|M.Sc Student||Katz Shlomo Eric|
|Subject||Electromagnetic Applications of CMOS-MEMS|
|Department||Department of Electrical and Computer Engineering||Supervisor||PROFESSOR EMERITUS Yael Nemirovsky|
The rapid growth in recent years of wireless communications applications - including cell phones, wireless internet, and GPS - has spurred the development of CMOS analog and RF circuits which can be integrated with digital logic on a single chip, a goal known as “System-on-chip” (SoC). However, CMOS technology has deficiencies which complicate its use for high-frequency analog circuits, including low substrate resistivity and significant parasitic capacitances.
One method for overcoming these problems is the use of MEMS (Micro-Electro-Mechanical Systems) technology. Using MEMS, circuits may be micromachined to create specially shaped structures, with more flexibility and possibilities than is possible in CMOS processes alone. This work presents two applications in which MEMS is used to optimize the electromagnetic performance of CMOS designs.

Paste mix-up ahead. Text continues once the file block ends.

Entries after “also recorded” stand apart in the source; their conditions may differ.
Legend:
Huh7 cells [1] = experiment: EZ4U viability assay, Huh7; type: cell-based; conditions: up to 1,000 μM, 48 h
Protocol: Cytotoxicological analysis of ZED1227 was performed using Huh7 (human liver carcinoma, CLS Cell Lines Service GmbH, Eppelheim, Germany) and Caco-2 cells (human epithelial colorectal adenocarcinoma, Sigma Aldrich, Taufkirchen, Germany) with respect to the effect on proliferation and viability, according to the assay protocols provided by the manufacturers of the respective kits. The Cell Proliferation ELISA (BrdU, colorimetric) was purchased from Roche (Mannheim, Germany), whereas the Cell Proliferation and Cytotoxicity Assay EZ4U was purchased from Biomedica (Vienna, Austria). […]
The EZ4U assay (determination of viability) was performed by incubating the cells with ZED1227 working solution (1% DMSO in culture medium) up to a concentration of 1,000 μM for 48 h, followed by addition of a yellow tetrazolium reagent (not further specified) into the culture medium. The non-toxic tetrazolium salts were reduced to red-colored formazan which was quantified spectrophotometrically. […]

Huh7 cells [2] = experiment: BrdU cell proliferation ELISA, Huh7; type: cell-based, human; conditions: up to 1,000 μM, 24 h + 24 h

In the first application, MEMS post-processing is used to improve the performance of an RF-CMOS transformer. Parasitic elements in inductors and transformers are often a limiting factor in the performance of RF-CMOS analog circuits. A front-side etching process was applied to a transformer fabricated in a commercially available RF-CMOS process, removing oxide and substrate material from around the transformer metal. Physical measurements and HFSS simulation results indicate substantial improvement in the transformer figures of merit. The improvement obtained is similar to that obtained by other MEMS methods, and is achieved with less cost and complexity than is necessary for the alternative methods.
In the second application, a novel antenna for terahertz radiation detection was designed based on CMOS-SOI-MEMS technology. A pixel array whose design derives from frequency-selective-surface considerations is suspended above a quarter-wavelength resonant cavity. The pixel design differs from the conventional approach of antenna-coupled bolometers in that radiation is directly absorbed in the antenna, rather than inducing current which is dissipated in a discrete resistive element. This leads to higher sensitivity, as more radiation is absorbed in each pixel rather than being scattered and reabsorbed by adjacent pixels. Simulations showed that up to 80% of incident radiation in the 0.5-1.5THz band was absorbed by our pixel designs. The absorbing traces in our micromachined pixel design are suspended and thermally isolated, with the goal of enabling uncooled passive terahertz imaging.